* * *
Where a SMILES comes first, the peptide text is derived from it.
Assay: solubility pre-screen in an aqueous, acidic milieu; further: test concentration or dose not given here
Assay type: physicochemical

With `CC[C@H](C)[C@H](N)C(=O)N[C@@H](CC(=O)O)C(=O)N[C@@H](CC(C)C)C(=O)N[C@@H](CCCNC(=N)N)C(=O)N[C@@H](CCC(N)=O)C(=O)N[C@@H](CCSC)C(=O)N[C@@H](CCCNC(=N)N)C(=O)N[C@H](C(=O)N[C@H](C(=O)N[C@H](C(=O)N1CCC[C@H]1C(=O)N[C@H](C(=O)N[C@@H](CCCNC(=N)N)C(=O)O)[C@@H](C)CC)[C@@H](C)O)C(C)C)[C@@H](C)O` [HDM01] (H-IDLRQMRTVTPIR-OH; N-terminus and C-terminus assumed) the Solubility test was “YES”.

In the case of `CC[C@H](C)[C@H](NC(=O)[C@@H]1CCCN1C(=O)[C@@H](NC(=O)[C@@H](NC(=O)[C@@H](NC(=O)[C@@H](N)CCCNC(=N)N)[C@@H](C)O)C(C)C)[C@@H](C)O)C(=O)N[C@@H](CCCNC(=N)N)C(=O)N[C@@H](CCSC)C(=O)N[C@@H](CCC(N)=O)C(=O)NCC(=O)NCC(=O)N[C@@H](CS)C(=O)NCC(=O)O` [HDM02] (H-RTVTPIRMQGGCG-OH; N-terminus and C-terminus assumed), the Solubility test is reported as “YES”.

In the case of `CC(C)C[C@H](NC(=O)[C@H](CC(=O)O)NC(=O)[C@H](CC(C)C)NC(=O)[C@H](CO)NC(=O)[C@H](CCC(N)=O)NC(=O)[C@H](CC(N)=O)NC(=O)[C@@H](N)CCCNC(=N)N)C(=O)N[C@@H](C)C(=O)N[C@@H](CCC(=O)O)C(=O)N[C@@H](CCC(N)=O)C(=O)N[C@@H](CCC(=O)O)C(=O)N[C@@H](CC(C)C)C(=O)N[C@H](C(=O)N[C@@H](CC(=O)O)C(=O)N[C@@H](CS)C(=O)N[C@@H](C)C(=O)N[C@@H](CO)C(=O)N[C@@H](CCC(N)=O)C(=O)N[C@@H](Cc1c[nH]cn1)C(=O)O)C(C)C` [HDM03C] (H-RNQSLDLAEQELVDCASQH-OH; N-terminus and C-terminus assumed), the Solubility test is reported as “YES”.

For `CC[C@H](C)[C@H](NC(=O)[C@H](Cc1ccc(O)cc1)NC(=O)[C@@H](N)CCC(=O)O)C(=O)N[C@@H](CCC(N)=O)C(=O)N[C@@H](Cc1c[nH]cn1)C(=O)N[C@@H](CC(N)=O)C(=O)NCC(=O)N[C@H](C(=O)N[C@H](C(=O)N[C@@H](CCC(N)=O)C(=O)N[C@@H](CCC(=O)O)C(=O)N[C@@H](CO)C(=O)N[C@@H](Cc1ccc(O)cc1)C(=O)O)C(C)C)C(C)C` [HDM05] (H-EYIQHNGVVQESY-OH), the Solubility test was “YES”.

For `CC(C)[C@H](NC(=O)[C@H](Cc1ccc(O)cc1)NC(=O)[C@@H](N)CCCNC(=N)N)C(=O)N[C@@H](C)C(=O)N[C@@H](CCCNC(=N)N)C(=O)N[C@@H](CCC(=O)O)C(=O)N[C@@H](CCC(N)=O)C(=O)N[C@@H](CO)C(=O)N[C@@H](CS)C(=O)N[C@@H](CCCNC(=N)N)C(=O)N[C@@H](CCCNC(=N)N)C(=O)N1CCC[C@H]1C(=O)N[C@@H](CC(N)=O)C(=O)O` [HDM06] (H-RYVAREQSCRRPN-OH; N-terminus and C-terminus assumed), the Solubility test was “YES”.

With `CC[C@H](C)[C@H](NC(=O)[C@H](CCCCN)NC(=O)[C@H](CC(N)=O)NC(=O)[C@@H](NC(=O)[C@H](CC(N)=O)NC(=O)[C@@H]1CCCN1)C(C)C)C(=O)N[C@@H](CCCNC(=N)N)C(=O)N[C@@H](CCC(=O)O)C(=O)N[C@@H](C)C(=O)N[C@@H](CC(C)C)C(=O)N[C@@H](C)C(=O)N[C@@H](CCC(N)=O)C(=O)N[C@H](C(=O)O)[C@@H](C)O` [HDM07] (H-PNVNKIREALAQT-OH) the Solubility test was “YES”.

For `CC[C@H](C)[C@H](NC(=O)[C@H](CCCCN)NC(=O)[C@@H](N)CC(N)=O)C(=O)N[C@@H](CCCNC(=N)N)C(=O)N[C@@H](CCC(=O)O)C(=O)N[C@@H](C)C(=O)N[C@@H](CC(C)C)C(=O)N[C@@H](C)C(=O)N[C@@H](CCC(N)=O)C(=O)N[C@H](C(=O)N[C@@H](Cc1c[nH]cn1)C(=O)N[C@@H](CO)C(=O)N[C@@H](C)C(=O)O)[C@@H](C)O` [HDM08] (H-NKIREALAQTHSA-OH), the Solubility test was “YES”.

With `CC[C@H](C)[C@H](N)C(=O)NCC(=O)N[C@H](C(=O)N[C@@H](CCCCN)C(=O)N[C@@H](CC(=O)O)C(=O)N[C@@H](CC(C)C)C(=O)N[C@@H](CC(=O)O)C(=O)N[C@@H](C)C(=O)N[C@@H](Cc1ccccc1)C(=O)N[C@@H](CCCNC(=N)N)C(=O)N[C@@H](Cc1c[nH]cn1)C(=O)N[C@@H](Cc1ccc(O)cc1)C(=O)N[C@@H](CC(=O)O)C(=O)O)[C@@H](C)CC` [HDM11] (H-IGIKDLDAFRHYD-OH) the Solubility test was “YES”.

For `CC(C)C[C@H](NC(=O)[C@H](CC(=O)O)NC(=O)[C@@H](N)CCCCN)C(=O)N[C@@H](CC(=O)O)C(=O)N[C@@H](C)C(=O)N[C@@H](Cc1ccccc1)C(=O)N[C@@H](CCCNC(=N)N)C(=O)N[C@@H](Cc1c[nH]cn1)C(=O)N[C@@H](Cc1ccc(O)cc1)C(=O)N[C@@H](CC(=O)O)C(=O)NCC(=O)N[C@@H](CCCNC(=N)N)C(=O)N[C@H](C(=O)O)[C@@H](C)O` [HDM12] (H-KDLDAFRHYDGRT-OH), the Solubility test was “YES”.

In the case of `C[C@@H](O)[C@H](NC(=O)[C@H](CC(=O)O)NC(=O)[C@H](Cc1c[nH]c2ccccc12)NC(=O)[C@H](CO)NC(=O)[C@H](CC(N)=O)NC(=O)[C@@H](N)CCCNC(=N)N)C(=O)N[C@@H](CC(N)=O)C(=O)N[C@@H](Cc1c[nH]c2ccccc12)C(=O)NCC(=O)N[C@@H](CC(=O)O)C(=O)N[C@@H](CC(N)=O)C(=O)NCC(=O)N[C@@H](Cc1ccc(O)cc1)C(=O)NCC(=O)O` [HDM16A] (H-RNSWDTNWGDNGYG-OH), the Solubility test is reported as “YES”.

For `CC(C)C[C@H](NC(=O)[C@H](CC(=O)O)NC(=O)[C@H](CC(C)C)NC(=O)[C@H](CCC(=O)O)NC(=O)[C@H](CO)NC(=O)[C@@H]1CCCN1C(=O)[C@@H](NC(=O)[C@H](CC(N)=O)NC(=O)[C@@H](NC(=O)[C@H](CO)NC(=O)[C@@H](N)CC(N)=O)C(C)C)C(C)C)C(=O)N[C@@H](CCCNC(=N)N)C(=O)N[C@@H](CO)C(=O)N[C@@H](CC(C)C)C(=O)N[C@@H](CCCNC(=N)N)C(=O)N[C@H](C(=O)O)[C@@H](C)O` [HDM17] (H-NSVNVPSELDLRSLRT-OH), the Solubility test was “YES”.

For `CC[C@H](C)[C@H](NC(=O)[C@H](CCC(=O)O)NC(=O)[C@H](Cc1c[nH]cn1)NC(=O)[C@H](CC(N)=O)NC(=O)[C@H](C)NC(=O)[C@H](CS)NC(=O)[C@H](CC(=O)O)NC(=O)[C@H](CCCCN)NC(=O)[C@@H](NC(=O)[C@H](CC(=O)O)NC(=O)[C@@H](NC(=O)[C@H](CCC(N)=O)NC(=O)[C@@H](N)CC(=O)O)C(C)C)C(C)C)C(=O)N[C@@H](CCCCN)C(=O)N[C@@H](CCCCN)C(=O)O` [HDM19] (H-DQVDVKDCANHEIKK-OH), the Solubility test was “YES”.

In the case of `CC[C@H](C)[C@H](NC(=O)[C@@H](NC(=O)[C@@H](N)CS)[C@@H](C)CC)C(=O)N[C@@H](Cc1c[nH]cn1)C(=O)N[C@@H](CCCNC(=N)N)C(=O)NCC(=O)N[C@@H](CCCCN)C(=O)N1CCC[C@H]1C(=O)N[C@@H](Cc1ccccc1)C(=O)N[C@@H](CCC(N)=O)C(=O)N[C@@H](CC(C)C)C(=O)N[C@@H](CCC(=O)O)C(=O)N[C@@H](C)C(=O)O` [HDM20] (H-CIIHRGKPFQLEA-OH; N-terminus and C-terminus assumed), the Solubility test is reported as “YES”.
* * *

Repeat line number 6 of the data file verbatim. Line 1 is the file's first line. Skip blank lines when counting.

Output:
In the case of `CC(C)C[C@H](NC(=O)[C@H](CC(=O)O)NC(=O)[C@H](CC(C)C)NC(=O)[C@H](CO)NC(=O)[C@H](CCC(N)=O)NC(=O)[C@H](CC(N)=O)NC(=O)[C@@H](N)CCCNC(=N)N)C(=O)N[C@@H](C)C(=O)N[C@@H](CCC(=O)O)C(=O)N[C@@H](CCC(N)=O)C(=O)N[C@@H](CCC(=O)O)C(=O)N[C@@H](CC(C)C)C(=O)N[C@H](C(=O)N[C@@H](CC(=O)O)C(=O)N[C@@H](CS)C(=O)N[C@@H](C)C(=O)N[C@@H](CO)C(=O)N[C@@H](CCC(N)=O)C(=O)N[C@@H](Cc1c[nH]cn1)C(=O)O)C(C)C` [HDM03C] (H-RNQSLDLAEQELVDCASQH-OH; N-terminus and C-terminus assumed), the Solubility test is reported as “YES”.